USA Today is an internationally distributed American daily middle-market newspaper that serves as the flagship publication of its owner, the Gannett Company. Founded by Al Neuharth on September 15,1982, it operates from Gannetts corporate headquarters on Jones Branch Drive in McLean, Virginia and it is printed at 37 sites across the United States and at five additional sites internationally. USA Today is distributed in all 50 states, the District of Columbia and Puerto Rico, with an international edition distributed in Canada and the Pacific Islands, Gannett formally announced the launch of the paper on April 20,1982. USA Today began publishing on September 15,1982, initially launching in the Baltimore and Washington, on July 2,1984, the newspaper switched from a largely black-and-white to a color publication, featuring full color photography and graphics in all four sections. On April 8,1985, the paper published its first special bonus section, a 12-page section called Baseball 85, on May 6,1986, USA Today began printing production of its international edition in Switzerland.
On April 15, USA Today launched an international printing site. On August 28,1995, an international publishing site was launched in Frankfurt, Germany, to print. On October 4,1999, USA Today began running advertisements on its front page for the first time. The paper launched a sixth printing site for its international edition on May 15,2000, in Milan, followed on July 10 by the launch of a printing facility in Charleroi. That November, USA Today migrated its operations from Gannetts previous corporate headquarters in Arlington, in 2010, USA Today launched the USA Today API for sharing data with partners of all types. On August 27,2010, USA Today announced that it would undergo a reorganization of its newsroom and it announced that the paper would shift its focus away from print and place more emphasis on its digital platforms and launch of a new publication called USA Today Sports. On September 14,2012, USA Today underwent the first major redesign in its history, to accomplish this goal, Gannett migrated its newspaper and television station websites to the Presto platform and the USA Today site design throughout 2013 and 2014.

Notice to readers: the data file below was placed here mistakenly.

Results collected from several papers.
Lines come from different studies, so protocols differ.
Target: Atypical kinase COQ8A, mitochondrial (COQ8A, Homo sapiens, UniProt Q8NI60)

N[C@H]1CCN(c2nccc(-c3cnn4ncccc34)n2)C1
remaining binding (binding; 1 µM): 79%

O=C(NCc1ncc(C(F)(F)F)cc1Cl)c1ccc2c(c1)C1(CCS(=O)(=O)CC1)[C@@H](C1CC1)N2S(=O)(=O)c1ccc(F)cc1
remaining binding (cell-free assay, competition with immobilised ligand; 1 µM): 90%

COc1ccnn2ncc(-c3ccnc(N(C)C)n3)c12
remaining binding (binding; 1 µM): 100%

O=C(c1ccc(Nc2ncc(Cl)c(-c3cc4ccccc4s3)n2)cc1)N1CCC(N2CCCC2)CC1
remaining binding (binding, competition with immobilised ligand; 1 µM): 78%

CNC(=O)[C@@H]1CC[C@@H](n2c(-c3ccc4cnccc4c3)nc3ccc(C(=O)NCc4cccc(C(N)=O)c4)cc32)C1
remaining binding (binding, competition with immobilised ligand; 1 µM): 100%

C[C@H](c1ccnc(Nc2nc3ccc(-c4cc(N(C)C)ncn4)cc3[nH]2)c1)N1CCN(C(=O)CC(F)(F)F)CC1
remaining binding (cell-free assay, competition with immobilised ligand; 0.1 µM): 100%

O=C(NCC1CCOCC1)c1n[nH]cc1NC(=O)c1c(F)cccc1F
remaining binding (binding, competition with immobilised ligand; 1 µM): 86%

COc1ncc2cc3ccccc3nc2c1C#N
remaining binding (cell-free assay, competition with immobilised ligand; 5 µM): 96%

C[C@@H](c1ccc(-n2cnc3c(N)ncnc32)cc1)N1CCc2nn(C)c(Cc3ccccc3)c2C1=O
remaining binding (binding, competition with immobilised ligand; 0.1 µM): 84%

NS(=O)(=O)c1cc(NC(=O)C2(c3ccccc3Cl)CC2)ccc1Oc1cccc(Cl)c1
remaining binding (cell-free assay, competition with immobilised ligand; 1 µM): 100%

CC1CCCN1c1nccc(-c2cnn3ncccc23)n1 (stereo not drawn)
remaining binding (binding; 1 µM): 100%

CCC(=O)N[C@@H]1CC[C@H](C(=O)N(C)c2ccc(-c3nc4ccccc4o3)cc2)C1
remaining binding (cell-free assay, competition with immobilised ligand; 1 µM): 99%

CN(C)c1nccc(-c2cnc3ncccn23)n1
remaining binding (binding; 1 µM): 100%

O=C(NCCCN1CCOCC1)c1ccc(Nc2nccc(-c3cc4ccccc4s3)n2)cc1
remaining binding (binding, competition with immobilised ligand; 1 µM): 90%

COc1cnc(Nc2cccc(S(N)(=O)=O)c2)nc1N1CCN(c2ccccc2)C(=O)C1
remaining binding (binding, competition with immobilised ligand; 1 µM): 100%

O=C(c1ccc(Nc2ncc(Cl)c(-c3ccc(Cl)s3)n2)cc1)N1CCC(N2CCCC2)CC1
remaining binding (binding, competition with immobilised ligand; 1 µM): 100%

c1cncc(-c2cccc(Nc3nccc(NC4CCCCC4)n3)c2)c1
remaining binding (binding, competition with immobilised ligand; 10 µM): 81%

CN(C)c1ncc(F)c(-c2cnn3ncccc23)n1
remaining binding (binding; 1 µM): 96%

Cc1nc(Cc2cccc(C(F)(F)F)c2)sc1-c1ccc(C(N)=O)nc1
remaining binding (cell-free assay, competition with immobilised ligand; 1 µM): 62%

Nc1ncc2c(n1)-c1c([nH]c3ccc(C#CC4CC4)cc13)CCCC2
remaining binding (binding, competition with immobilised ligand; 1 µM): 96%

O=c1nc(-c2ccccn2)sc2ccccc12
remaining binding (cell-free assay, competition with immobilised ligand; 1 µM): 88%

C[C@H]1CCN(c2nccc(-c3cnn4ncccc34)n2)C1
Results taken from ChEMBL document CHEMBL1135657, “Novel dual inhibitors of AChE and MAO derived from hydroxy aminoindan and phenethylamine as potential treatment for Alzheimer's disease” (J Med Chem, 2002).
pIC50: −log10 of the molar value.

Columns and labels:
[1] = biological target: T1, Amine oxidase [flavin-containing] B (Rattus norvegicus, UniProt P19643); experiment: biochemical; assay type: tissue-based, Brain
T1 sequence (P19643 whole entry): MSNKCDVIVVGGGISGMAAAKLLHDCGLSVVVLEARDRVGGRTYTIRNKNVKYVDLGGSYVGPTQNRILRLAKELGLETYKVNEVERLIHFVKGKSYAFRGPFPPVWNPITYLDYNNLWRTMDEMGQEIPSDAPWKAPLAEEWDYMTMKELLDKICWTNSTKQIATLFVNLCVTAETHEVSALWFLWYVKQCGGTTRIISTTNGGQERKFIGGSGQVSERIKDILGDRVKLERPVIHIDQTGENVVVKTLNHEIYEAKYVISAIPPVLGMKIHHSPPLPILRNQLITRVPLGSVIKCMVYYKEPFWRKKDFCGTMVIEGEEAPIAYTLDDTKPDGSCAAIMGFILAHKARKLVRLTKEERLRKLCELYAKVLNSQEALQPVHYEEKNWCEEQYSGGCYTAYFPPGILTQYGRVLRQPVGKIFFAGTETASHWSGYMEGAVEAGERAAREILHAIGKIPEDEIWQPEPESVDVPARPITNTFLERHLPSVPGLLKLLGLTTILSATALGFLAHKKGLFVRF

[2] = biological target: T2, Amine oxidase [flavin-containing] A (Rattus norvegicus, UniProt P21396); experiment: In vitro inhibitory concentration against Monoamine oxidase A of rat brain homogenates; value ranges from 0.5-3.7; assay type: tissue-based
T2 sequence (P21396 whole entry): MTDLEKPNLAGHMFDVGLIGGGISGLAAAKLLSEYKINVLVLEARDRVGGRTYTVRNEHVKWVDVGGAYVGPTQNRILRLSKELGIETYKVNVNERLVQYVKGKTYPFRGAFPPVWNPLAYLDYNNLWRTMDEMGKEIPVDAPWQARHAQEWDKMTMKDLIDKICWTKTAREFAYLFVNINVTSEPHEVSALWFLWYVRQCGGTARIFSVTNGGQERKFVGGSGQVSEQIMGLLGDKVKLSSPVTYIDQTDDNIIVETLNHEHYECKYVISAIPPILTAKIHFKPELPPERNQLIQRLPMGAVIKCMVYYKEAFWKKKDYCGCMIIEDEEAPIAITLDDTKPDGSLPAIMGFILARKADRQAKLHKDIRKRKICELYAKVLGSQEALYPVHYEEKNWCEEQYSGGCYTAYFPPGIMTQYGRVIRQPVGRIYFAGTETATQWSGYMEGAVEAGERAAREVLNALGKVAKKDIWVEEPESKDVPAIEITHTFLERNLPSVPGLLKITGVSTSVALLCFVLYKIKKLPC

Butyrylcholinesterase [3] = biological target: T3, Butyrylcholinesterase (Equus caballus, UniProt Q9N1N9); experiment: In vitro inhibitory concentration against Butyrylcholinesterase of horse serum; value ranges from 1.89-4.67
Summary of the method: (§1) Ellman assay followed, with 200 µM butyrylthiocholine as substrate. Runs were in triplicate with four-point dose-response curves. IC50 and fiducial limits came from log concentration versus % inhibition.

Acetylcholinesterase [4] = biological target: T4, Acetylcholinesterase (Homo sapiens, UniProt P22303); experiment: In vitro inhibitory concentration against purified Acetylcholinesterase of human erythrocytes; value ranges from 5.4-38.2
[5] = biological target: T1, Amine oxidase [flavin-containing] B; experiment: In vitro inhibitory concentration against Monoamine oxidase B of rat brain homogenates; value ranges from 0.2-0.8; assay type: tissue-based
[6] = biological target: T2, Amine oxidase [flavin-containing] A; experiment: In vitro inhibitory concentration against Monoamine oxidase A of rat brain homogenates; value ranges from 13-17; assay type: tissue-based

On January 4,2014, USA Today acquired the book and film review website, on September 3,2014, USA Today announced that it would lay off roughly 70 employees in a restructuring of its newsroom and business operations. In October 2014, USA Today and OpenWager Inc. entered into a partnership to release a Bingo app called USA TODAY Bingo Cruise, USA Today is known for synthesizing news down to easy-to-read-and-comprehend stories. In the main edition circulated in the United States and some Canadian cities, each consists of four sections, Money, Sports. The international edition of the paper features two sections and Money in one, with Sports and Life in the other, atypical of most daily newspapers, the paper does not print on Saturdays and Sundays, the Friday edition serves as the weekend edition. USA Today prints each complete story on the front page of the section with the exception of the cover story. The cover story is a story that requires a jump